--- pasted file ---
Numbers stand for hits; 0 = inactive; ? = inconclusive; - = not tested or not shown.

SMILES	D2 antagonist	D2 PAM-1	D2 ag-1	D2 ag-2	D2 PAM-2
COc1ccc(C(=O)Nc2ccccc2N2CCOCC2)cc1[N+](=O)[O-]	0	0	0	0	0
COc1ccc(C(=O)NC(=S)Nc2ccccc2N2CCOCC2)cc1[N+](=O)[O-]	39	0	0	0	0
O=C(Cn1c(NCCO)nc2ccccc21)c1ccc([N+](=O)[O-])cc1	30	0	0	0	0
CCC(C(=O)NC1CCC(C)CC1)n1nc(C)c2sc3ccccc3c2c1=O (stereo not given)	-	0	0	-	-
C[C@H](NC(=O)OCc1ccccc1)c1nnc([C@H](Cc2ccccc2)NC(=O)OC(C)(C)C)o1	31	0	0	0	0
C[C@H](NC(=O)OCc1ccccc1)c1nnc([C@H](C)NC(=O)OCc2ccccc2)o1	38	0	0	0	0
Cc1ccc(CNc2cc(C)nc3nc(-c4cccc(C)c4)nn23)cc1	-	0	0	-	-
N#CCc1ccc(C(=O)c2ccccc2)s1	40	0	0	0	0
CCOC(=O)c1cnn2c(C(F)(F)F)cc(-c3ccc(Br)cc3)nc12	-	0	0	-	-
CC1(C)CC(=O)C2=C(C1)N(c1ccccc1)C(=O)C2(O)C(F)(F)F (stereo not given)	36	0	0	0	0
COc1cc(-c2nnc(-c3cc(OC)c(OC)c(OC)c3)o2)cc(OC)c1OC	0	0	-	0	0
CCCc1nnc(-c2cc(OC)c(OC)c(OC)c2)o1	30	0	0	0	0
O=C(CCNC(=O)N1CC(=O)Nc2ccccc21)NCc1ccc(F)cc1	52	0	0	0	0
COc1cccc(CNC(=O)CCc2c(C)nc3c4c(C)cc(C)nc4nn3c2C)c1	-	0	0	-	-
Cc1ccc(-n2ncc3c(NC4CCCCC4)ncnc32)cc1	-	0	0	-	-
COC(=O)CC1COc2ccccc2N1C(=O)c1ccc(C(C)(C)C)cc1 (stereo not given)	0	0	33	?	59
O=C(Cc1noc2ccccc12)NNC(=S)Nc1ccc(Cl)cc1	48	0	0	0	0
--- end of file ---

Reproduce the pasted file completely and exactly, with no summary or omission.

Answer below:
Numbers stand for hits; 0 = inactive; ? = inconclusive; - = not tested or not shown.

SMILES	D2 antagonist	D2 PAM-1	D2 ag-1	D2 ag-2	D2 PAM-2
COc1ccc(C(=O)Nc2ccccc2N2CCOCC2)cc1[N+](=O)[O-]	0	0	0	0	0
COc1ccc(C(=O)NC(=S)Nc2ccccc2N2CCOCC2)cc1[N+](=O)[O-]	39	0	0	0	0
O=C(Cn1c(NCCO)nc2ccccc21)c1ccc([N+](=O)[O-])cc1	30	0	0	0	0
CCC(C(=O)NC1CCC(C)CC1)n1nc(C)c2sc3ccccc3c2c1=O (stereo not given)	-	0	0	-	-
C[C@H](NC(=O)OCc1ccccc1)c1nnc([C@H](Cc2ccccc2)NC(=O)OC(C)(C)C)o1	31	0	0	0	0
C[C@H](NC(=O)OCc1ccccc1)c1nnc([C@H](C)NC(=O)OCc2ccccc2)o1	38	0	0	0	0
Cc1ccc(CNc2cc(C)nc3nc(-c4cccc(C)c4)nn23)cc1	-	0	0	-	-
N#CCc1ccc(C(=O)c2ccccc2)s1	40	0	0	0	0
CCOC(=O)c1cnn2c(C(F)(F)F)cc(-c3ccc(Br)cc3)nc12	-	0	0	-	-
CC1(C)CC(=O)C2=C(C1)N(c1ccccc1)C(=O)C2(O)C(F)(F)F (stereo not given)	36	0	0	0	0
COc1cc(-c2nnc(-c3cc(OC)c(OC)c(OC)c3)o2)cc(OC)c1OC	0	0	-	0	0
CCCc1nnc(-c2cc(OC)c(OC)c(OC)c2)o1	30	0	0	0	0
O=C(CCNC(=O)N1CC(=O)Nc2ccccc21)NCc1ccc(F)cc1	52	0	0	0	0
COc1cccc(CNC(=O)CCc2c(C)nc3c4c(C)cc(C)nc4nn3c2C)c1	-	0	0	-	-
Cc1ccc(-n2ncc3c(NC4CCCCC4)ncnc32)cc1	-	0	0	-	-
COC(=O)CC1COc2ccccc2N1C(=O)c1ccc(C(C)(C)C)cc1 (stereo not given)	0	0	33	?	59
O=C(Cc1noc2ccccc12)NNC(=S)Nc1ccc(Cl)cc1	48	0	0	0	0